5. One-size-fits-all plans. Having and individualized plan means all your special circumstances, strengths and weaknesses, and goals are taken into consideration. Following a generic plan might help you get started, but in order to see specific results- you need a plan specified to your unique needs. Don’t run the risk of looking back and wishing you had a more well researched and scientifically founded plan sooner. 

If you have questions about your individual path to success, send me an email and we can talk them through! My email is balancebybrittany@gmail.com and I’d love to hear from you!

Bodyweight Leg Day +Core

Warm Up (1 Minute Rounds)

  • Jumping Jacks
  • High Knees
  • Butt Kicks
  • Leg Swing Toe Touches
  • Sumo Squats

(1 minute rest, repeat 2x)

Isolated Muscle Activation (1 Minute Rounds)

  • Squats Pulses
  • Lunge Pulses 
  • Glute Bridges

(1 minute rest, repeat 3x)

Explosive Movements (1 Minute Rounds)

  • Squats Jumps
  • Jumping Lunges
  • Single Leg Glute Bridges

(1 minute rest, repeat 3x)

Concentrated Core (1 Minute Rounds)

  • Mountain Climbers
  • Plank
  • Side Plank 
  • Heel Touches
  • Bicycles

(1 minute rest, repeat 3x) 

Ready, Set, Snack!

You can tell a lot about a person by the way they snack. With so many options out there, it’s hard to know what’s really good for you. Here’s a list of snack ideas that will leave a good impression.

  • Greek Yogurt- Look for one with low sugar and high protein.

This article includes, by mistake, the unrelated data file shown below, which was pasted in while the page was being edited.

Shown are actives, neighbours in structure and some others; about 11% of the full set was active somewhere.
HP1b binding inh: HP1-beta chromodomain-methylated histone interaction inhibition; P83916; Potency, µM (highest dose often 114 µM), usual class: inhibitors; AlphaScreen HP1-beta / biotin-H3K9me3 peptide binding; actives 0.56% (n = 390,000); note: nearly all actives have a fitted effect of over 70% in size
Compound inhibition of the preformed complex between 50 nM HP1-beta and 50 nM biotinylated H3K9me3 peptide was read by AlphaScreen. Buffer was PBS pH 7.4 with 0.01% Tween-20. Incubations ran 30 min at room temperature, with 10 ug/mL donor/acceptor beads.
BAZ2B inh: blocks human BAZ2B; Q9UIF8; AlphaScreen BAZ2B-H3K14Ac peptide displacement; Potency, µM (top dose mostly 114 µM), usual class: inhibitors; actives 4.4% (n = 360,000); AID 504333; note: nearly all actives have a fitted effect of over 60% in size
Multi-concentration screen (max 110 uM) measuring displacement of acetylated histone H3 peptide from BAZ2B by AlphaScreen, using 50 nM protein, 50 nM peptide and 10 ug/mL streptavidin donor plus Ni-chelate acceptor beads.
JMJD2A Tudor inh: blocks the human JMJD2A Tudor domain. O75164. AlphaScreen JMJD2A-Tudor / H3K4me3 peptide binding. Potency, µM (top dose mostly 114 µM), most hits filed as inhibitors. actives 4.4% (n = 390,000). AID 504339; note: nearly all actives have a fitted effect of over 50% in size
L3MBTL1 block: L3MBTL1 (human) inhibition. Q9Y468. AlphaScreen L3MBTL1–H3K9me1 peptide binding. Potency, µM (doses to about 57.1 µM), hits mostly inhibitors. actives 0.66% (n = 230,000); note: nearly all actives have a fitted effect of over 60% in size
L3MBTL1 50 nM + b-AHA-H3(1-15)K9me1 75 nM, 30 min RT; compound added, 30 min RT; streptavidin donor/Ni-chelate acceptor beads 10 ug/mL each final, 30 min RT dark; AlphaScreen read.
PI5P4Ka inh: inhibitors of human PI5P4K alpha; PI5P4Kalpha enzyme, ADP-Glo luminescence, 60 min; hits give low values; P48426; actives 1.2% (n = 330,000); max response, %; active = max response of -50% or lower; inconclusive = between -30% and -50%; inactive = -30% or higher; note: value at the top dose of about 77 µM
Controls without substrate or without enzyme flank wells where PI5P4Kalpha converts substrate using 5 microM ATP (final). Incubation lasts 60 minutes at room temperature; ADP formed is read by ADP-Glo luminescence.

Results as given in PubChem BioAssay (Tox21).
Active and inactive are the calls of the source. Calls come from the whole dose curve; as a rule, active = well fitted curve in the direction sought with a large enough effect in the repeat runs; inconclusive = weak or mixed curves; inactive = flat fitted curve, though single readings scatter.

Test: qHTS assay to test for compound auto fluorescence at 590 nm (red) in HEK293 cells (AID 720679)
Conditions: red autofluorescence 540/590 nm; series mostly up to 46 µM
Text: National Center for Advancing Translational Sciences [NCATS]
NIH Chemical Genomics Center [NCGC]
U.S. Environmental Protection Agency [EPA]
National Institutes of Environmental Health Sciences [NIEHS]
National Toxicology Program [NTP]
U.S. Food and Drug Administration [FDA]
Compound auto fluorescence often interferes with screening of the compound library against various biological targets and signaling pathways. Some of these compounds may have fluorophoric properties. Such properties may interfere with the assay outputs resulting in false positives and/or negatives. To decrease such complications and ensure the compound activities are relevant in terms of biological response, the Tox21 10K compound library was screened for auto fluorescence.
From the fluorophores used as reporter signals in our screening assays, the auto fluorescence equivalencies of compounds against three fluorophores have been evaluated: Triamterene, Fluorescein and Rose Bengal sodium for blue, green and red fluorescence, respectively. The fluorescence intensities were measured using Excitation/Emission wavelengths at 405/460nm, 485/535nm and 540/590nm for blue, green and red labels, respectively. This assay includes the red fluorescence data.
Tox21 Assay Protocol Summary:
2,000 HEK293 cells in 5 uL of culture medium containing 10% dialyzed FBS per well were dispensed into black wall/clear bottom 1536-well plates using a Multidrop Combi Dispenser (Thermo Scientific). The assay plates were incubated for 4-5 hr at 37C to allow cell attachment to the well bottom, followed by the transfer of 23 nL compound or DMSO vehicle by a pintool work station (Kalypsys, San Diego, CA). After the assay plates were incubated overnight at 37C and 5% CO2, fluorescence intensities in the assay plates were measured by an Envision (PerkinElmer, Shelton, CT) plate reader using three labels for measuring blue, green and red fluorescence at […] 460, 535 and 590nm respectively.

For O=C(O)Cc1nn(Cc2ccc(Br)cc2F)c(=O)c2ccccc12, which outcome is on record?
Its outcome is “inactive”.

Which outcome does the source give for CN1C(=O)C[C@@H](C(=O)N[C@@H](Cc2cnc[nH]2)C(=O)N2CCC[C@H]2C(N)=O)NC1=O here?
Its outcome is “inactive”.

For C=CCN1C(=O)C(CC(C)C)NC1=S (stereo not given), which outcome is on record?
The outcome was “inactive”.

• Hard Boiled Eggs- Try one whole egg and two egg whites to keep the fat low.
  • Protein Shake- Blend in some spinach or kale with fruit.
  • Veggies and Humus- Don’t eat right from the humus containers- it’s too tempting.
  • String Cheese- Look for low-fat.
  • Fat free Bean Dip and Veggie Chips- Trader Joe’s is a good place to buy both these things
  • Cottage Cheese- Add a bit of fruit if you want some extra carbs!
  • Beef or Turkey Jerky- Look for low-fat and low sodium.
  • Edamame- Pre-cook some and eat throughout the week.
  • Protein Bars- Try and look for one that has equal or more protein than carbs.
  • Pumpkin Seeds- It’s that time of year, try making your own!
  • Trail Mix- Easy to buy or make on your own, destine to keep you full and energized.

Snacks can really make or break your day. They keep you full and focused. Beyond food, I use tea to keep my stomach full and my hands occupied. This is my favorite variety pack, trying something new is great to distract you till your next meal.